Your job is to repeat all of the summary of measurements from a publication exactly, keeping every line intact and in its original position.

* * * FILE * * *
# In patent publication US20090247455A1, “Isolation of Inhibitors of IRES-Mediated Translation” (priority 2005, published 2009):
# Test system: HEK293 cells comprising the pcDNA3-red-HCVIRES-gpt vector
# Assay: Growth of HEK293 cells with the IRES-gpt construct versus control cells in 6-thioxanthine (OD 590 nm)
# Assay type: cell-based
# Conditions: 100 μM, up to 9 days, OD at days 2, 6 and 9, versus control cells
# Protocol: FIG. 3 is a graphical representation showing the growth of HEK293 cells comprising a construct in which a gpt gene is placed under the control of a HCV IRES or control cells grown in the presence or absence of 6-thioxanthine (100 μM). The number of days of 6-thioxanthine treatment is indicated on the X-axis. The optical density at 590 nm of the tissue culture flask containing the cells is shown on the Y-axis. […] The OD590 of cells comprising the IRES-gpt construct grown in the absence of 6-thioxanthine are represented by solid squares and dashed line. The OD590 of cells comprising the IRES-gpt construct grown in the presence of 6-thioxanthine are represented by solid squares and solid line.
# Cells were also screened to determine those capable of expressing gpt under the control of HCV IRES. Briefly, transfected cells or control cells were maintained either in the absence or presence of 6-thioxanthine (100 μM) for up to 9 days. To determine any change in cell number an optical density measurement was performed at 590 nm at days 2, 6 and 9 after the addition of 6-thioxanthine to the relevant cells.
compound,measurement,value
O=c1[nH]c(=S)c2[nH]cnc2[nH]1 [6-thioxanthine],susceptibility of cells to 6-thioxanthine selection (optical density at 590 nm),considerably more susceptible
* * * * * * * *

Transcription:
# In patent publication US20090247455A1, “Isolation of Inhibitors of IRES-Mediated Translation” (priority 2005, published 2009):
# Test system: HEK293 cells comprising the pcDNA3-red-HCVIRES-gpt vector
# Assay: Growth of HEK293 cells with the IRES-gpt construct versus control cells in 6-thioxanthine (OD 590 nm)
# Assay type: cell-based
# Conditions: 100 μM, up to 9 days, OD at days 2, 6 and 9, versus control cells
# Protocol: FIG. 3 is a graphical representation showing the growth of HEK293 cells comprising a construct in which a gpt gene is placed under the control of a HCV IRES or control cells grown in the presence or absence of 6-thioxanthine (100 μM). The number of days of 6-thioxanthine treatment is indicated on the X-axis. The optical density at 590 nm of the tissue culture flask containing the cells is shown on the Y-axis. […] The OD590 of cells comprising the IRES-gpt construct grown in the absence of 6-thioxanthine are represented by solid squares and dashed line. The OD590 of cells comprising the IRES-gpt construct grown in the presence of 6-thioxanthine are represented by solid squares and solid line.
# Cells were also screened to determine those capable of expressing gpt under the control of HCV IRES. Briefly, transfected cells or control cells were maintained either in the absence or presence of 6-thioxanthine (100 μM) for up to 9 days. To determine any change in cell number an optical density measurement was performed at 590 nm at days 2, 6 and 9 after the addition of 6-thioxanthine to the relevant cells.
compound,measurement,value
O=c1[nH]c(=S)c2[nH]cnc2[nH]1 [6-thioxanthine],susceptibility of cells to 6-thioxanthine selection (optical density at 590 nm),considerably more susceptible